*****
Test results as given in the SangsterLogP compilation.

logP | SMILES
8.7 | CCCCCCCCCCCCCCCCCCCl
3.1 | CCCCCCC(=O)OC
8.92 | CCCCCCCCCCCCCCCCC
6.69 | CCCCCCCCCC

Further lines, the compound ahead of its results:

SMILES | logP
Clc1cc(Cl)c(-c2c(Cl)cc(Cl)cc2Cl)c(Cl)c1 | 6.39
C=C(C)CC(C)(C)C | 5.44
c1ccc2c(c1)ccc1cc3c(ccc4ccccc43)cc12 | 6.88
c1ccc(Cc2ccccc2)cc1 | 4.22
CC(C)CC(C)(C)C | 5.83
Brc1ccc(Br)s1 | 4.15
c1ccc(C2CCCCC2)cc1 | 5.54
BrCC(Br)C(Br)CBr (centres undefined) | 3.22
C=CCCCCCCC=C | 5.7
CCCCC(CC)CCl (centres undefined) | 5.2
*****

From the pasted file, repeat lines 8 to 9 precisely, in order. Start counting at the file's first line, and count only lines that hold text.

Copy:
SMILES | logP
Clc1cc(Cl)c(-c2c(Cl)cc(Cl)cc2Cl)c(Cl)c1 | 6.39